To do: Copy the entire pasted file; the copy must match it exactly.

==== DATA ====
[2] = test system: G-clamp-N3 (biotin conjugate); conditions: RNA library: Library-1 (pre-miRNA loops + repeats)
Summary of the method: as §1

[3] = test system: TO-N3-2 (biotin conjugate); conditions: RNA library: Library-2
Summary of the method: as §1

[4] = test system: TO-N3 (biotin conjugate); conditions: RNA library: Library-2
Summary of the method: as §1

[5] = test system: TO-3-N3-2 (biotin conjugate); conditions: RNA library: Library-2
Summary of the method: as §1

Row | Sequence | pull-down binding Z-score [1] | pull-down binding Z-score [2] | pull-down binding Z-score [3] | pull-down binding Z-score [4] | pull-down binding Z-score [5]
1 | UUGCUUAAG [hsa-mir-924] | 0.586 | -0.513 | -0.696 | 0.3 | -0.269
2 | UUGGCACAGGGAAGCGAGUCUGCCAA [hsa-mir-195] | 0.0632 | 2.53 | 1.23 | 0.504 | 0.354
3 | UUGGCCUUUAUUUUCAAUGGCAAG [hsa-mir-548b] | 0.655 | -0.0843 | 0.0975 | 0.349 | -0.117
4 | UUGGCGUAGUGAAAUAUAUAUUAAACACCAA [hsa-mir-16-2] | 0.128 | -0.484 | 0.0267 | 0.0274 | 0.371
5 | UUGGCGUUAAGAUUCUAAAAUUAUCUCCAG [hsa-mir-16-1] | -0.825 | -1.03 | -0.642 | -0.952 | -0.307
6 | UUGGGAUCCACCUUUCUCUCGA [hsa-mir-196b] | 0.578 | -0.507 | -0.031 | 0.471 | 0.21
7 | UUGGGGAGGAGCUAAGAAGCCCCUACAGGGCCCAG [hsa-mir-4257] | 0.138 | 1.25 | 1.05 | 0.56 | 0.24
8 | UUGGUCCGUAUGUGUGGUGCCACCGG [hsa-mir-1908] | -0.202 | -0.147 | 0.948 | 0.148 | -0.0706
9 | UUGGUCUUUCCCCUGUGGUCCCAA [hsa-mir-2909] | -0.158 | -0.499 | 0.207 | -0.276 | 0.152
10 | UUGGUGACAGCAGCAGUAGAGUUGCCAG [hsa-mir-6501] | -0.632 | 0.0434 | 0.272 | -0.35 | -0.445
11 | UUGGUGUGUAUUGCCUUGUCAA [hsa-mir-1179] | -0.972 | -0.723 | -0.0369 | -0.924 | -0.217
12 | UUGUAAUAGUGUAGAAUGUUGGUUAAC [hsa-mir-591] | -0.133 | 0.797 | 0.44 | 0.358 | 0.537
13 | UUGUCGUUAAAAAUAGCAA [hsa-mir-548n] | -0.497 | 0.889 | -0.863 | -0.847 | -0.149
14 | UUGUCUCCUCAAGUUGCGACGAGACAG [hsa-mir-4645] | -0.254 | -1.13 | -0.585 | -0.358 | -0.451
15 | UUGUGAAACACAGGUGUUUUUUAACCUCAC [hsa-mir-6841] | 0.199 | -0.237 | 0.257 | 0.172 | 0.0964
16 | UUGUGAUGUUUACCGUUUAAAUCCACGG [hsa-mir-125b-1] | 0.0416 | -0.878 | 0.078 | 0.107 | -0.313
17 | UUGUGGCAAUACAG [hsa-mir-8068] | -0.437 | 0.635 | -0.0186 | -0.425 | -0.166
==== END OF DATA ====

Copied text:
[2] = test system: G-clamp-N3 (biotin conjugate); conditions: RNA library: Library-1 (pre-miRNA loops + repeats)
Summary of the method: as §1

[3] = test system: TO-N3-2 (biotin conjugate); conditions: RNA library: Library-2
Summary of the method: as §1

[4] = test system: TO-N3 (biotin conjugate); conditions: RNA library: Library-2
Summary of the method: as §1

[5] = test system: TO-3-N3-2 (biotin conjugate); conditions: RNA library: Library-2
Summary of the method: as §1

Row | Sequence | pull-down binding Z-score [1] | pull-down binding Z-score [2] | pull-down binding Z-score [3] | pull-down binding Z-score [4] | pull-down binding Z-score [5]
1 | UUGCUUAAG [hsa-mir-924] | 0.586 | -0.513 | -0.696 | 0.3 | -0.269
2 | UUGGCACAGGGAAGCGAGUCUGCCAA [hsa-mir-195] | 0.0632 | 2.53 | 1.23 | 0.504 | 0.354
3 | UUGGCCUUUAUUUUCAAUGGCAAG [hsa-mir-548b] | 0.655 | -0.0843 | 0.0975 | 0.349 | -0.117
4 | UUGGCGUAGUGAAAUAUAUAUUAAACACCAA [hsa-mir-16-2] | 0.128 | -0.484 | 0.0267 | 0.0274 | 0.371
5 | UUGGCGUUAAGAUUCUAAAAUUAUCUCCAG [hsa-mir-16-1] | -0.825 | -1.03 | -0.642 | -0.952 | -0.307
6 | UUGGGAUCCACCUUUCUCUCGA [hsa-mir-196b] | 0.578 | -0.507 | -0.031 | 0.471 | 0.21
7 | UUGGGGAGGAGCUAAGAAGCCCCUACAGGGCCCAG [hsa-mir-4257] | 0.138 | 1.25 | 1.05 | 0.56 | 0.24
8 | UUGGUCCGUAUGUGUGGUGCCACCGG [hsa-mir-1908] | -0.202 | -0.147 | 0.948 | 0.148 | -0.0706
9 | UUGGUCUUUCCCCUGUGGUCCCAA [hsa-mir-2909] | -0.158 | -0.499 | 0.207 | -0.276 | 0.152
10 | UUGGUGACAGCAGCAGUAGAGUUGCCAG [hsa-mir-6501] | -0.632 | 0.0434 | 0.272 | -0.35 | -0.445
11 | UUGGUGUGUAUUGCCUUGUCAA [hsa-mir-1179] | -0.972 | -0.723 | -0.0369 | -0.924 | -0.217
12 | UUGUAAUAGUGUAGAAUGUUGGUUAAC [hsa-mir-591] | -0.133 | 0.797 | 0.44 | 0.358 | 0.537
13 | UUGUCGUUAAAAAUAGCAA [hsa-mir-548n] | -0.497 | 0.889 | -0.863 | -0.847 | -0.149
14 | UUGUCUCCUCAAGUUGCGACGAGACAG [hsa-mir-4645] | -0.254 | -1.13 | -0.585 | -0.358 | -0.451
15 | UUGUGAAACACAGGUGUUUUUUAACCUCAC [hsa-mir-6841] | 0.199 | -0.237 | 0.257 | 0.172 | 0.0964
16 | UUGUGAUGUUUACCGUUUAAAUCCACGG [hsa-mir-125b-1] | 0.0416 | -0.878 | 0.078 | 0.107 | -0.313
17 | UUGUGGCAAUACAG [hsa-mir-8068] | -0.437 | 0.635 | -0.0186 | -0.425 | -0.166